RSiscoe asked the following:
The following proposition is condemned as an error. In other words, anyone who believes what I am about to quote is in error.
Syllabus of Errors #15. “Every man is free to embrace and profess that religion which, guided by the light of reason, he shall consider true”. – CONDEMNED STATEMENT ( Allocution “Maxima quidem,” June 9, 1862; Damnatio “Multiplices inter,” June 10, 1851.)
Do you believe each person is free to embrace and profess that religion which, guided by the light of reason, he shall consider true? Do you believe that? A person who believes such a thing is condemned by the Catholic Church.
I don’t mean to pick on you, but I am curious whether or not you believe each person is free to believe and profess whatever religion they choose; or if you believe people are not free to believe and profess any religion they choose.
People have free will and are certainly free to either assent to or dissent from the truth. So strictly speaking, all men have such a freedom understood in this sense. They are not, however, permitted to do so without sin. This is the context of the above condemnation. It is a condemnation of the heresy of Indifferentism. It is within this context which we ought to understand the above condemnation.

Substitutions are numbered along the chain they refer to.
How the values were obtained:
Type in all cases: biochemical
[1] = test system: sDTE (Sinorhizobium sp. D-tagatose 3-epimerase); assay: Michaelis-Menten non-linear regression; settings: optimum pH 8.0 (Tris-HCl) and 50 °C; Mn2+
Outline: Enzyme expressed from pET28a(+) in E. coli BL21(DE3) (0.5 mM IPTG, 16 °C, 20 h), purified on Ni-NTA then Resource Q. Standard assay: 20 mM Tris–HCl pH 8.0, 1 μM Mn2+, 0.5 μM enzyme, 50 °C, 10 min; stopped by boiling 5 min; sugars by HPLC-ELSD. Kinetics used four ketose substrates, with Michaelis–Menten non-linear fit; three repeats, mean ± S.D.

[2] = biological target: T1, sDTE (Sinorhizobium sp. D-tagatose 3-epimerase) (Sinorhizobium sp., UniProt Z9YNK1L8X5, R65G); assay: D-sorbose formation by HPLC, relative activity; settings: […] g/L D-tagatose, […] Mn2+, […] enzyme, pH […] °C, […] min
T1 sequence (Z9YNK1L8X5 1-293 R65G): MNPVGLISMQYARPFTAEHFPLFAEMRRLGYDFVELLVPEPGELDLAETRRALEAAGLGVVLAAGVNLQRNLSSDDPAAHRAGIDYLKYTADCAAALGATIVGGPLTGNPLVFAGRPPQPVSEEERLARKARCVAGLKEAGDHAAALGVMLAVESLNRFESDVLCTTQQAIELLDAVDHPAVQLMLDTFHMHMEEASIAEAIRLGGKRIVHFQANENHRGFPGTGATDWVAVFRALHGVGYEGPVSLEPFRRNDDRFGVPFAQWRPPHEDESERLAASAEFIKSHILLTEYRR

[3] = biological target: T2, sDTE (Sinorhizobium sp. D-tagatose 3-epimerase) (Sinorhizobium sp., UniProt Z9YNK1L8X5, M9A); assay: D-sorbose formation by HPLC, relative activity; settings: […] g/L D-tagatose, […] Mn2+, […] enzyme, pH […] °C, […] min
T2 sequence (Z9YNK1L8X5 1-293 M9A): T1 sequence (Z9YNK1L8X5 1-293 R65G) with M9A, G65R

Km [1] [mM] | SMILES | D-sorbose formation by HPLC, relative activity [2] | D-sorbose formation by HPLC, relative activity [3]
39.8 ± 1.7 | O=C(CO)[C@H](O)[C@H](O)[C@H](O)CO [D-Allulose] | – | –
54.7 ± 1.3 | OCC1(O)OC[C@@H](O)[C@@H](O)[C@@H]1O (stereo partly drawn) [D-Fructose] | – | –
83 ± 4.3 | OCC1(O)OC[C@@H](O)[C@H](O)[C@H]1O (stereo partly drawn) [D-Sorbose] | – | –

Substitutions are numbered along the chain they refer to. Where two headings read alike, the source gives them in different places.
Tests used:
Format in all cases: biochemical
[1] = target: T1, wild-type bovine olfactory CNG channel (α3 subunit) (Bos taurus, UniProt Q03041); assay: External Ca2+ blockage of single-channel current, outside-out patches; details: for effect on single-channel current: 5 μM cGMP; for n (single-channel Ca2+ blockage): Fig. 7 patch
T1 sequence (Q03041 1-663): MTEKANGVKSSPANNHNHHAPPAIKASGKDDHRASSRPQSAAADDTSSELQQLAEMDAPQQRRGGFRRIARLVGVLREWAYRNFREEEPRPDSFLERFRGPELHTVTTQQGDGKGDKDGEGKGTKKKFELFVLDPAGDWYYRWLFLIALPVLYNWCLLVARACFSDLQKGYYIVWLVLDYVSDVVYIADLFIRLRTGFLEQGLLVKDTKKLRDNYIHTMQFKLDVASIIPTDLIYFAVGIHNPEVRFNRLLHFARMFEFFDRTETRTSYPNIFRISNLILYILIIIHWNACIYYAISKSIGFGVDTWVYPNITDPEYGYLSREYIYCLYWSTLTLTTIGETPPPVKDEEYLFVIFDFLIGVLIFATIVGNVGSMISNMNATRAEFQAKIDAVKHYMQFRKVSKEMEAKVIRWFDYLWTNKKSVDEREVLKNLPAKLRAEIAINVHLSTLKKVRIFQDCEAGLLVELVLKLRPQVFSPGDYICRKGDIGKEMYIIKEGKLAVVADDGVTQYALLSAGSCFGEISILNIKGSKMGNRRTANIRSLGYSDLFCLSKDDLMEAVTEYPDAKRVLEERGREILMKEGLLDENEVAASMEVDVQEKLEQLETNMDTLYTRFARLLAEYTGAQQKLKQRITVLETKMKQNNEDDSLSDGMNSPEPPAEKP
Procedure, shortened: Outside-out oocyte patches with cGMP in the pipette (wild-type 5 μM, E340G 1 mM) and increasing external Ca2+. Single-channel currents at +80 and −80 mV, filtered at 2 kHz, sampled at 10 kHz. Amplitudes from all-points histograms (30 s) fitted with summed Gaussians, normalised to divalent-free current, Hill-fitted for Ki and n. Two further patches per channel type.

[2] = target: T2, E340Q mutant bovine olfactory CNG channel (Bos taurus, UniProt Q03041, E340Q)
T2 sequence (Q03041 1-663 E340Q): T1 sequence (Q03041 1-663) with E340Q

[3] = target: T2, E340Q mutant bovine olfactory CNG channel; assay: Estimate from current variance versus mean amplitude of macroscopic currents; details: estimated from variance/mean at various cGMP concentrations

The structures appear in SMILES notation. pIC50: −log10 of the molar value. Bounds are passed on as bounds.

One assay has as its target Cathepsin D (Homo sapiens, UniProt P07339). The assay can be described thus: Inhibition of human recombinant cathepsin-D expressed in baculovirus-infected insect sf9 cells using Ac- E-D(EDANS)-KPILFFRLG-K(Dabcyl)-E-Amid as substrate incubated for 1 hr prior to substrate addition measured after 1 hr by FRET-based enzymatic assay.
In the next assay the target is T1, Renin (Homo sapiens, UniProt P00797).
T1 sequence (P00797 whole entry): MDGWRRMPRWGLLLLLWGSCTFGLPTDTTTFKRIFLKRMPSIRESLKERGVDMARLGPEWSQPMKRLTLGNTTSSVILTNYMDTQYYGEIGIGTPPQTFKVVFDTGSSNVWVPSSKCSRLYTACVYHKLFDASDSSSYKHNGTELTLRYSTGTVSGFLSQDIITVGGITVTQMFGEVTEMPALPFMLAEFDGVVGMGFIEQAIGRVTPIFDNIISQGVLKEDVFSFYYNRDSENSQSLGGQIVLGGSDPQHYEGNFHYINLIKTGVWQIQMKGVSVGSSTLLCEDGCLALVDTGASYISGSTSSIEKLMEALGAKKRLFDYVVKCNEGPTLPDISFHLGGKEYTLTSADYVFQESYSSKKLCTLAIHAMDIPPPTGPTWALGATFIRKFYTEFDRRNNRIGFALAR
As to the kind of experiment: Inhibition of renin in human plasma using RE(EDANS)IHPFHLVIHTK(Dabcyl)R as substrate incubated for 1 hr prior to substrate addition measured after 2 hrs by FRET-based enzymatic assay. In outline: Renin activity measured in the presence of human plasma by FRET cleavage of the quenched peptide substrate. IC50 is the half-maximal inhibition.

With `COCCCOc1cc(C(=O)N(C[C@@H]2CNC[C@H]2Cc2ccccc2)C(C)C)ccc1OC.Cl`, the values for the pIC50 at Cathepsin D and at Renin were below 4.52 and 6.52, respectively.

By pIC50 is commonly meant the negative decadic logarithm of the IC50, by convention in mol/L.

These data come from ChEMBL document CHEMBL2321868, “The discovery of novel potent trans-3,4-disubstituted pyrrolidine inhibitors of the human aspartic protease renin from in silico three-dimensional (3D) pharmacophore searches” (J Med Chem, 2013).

According to Pope Gregory XVI (1832):
Now we examine another prolific cause of evils by which, we lament, the Church is at present afflicted, namely indifferentism, or that base opinion which has become prevalent everywhere through the deceit of wicked men, that eternal salvation of the soul can be acquired by any profession of faith whatsovever, if morals are conformed to the standard of the just and the honest… And so from this most rotten source of indifferentism flows that absurd and erroneous opinion, or rather insanity, that liberty of conscience must be claimed and defended for anyone. … ***But what death of the soul is worse than freedom for errors? ***(D 1613-1614)
This is the context in which freedom of religion is condemned. It is not that people ought to be forced into one religion or another against their will. But what is condemned is the proposition of indifferentists that man has freedom to believe one religion or another, or to not believe any religion at all, without sinful consequence.
So, if one is speaking of absolute freedom to either accept or reject the workings of the Holy Spirit. We certainly do have such a freedom of religion. However, if one means that such a choice of conscience does not matter, that one can reject the truth of Catholicism without the consequence of sin, then this is incorrect.